“We paid off cops. We paid off lawyers. We paid off judges … we were treated like movie stars — with muscle … we had it all ”
Henry Hill (Ray Liotta) in GoodFellas
“What give Scorsese’s film reverb is their sense of engagement with American issues. His themes are big and resonant. The manic pursuit of the American Dream of success, the moral and cultural decline of the cities, the hopelessness of romantic love, what it means to be a man – these are the kinds of issues that pulse through Scorsese’s films.
And, yet Cashmore asks whether, for all his daring and ingenuity as a director, if Scorsese is a conservative filmmaker: there are traditional values and attitudes that go unchallenged, and cautiousness about radical change, especially in relation to gender, politics and religion. Women are frequently compliant doormats who give men license to philander just as long as their credit card bills are settled every month.
“All the animals come out at night: whores, skunk pussies, buggers, queens, fairies, dopers, junkies”
Travis Bickle (Robert De Niro) Taxi Driver
Martin Scorsese’s America is a place where everyone obsesses over something, where lives collapse and are rebuilt, where women willingly submit to being doormats and license their man to philander.
“American culture, for Scorsese, is a proving ground for manhood: in every movie, he makes his audience familiar with the brutality of manhood, not always in a physical sense either. Scorsese’s anti-heroes can be smooth-talking charmers one second, blood-curdling fiends the next.”
“Should I fuck him, or fight him?”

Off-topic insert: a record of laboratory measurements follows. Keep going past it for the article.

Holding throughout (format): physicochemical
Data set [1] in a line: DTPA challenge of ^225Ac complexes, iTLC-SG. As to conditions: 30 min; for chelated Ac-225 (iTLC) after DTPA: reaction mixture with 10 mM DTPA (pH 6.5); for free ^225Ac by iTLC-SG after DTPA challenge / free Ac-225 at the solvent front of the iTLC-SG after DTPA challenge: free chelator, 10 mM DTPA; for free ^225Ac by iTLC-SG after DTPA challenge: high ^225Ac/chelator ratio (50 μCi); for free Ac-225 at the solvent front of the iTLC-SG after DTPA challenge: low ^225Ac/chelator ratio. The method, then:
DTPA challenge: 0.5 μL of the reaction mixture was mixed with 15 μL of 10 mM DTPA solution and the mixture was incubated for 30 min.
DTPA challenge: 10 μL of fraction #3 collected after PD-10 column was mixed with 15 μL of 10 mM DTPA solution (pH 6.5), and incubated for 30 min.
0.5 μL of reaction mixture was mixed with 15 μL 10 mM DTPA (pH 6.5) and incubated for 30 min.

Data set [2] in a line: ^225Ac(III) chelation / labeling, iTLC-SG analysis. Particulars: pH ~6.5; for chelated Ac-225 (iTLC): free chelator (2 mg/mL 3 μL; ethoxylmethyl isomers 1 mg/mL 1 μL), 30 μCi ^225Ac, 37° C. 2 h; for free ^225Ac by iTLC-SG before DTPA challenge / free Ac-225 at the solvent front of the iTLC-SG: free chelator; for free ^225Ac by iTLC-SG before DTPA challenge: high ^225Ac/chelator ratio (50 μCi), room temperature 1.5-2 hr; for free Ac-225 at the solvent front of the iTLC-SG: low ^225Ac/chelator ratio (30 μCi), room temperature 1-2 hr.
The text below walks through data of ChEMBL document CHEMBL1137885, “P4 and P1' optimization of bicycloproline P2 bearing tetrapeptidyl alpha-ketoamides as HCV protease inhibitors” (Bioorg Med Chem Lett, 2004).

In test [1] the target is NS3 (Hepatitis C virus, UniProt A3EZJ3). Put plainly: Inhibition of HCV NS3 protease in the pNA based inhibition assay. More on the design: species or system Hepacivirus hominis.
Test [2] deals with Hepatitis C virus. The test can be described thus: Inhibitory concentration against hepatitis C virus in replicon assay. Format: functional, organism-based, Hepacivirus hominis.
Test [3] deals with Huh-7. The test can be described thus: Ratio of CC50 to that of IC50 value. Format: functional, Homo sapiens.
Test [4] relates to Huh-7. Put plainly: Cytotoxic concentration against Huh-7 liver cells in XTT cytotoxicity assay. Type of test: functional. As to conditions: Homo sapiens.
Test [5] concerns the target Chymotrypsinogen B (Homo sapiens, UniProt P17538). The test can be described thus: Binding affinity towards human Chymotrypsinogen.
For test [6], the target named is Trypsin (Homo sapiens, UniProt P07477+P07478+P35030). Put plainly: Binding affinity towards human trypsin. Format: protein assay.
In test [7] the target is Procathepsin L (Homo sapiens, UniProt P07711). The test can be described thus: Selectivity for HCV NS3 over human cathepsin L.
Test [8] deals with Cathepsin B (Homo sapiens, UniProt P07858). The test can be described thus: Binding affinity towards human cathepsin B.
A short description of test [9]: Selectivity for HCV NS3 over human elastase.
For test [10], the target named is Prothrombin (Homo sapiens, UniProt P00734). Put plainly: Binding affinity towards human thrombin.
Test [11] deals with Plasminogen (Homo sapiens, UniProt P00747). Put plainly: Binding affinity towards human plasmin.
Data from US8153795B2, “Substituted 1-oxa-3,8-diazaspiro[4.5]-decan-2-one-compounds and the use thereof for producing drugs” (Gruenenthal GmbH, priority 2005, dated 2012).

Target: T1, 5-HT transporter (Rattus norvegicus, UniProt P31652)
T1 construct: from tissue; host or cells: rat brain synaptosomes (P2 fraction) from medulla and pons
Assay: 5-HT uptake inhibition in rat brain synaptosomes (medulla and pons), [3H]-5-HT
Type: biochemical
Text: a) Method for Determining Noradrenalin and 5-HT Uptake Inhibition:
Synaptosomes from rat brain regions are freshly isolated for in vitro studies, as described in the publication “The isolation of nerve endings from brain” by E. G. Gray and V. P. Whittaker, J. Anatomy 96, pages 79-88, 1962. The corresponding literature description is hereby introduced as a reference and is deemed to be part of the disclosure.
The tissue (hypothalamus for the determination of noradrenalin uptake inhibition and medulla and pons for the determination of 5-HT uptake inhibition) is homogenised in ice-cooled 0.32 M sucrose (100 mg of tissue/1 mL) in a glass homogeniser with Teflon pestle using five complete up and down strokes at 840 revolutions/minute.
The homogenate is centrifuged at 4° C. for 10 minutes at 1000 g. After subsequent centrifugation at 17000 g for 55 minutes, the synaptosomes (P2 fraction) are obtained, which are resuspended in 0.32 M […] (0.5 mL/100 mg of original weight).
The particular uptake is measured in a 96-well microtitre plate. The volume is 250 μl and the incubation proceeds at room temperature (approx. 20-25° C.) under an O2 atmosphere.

Jake La Motta (Robert De Niro) in Raging Bull
Yet for all his daring and imagination, Scorsese is, on Cashmore’s account, a conservative filmmaker. “He respects the nuclear family, never challenges the preeminence of men and seems to admire the maneuvers of career criminals, who exploit the weak for their own gain.”
In Scorsese’s America, there are no moral signposts signaling the roads to redemption or damnation. The police are criminals in uniforms and criminals seldom taste the costs of their behavior. Yet, somehow, Scorsese has held his finger to the pulse of the nation in a way that arguably no other director has managed.
“How could he write ‘how many roads must a man walk down before you call him a man’? This is what my father went through: he was the one who wasn’t called a man.” Mavis Staples [on Bob Dylan], in No Direction Home
Cashmore argues that Scorsese has produced a comprehensive portrait of America. “No living filmmaker can boast such a range of subjects and such historical depth,” says the author. “Scorsese’s America starts in the 1860s and brings us right up to date, examining what Scorsese sees as a society that continually rips itself apart then repairs itself.”
For Cashmore, Scorsese’s epic tales warrant comparison with Tolstoy, his explorations of the city are worthy successors to those of Dickens and his sympathetic yet authentic portrayals of disillusionment rank with those of Steinbeck. And yet, the nagging doubt remains: is Scorsese a reliable chronicler of America, or merely a visionary filmmaker?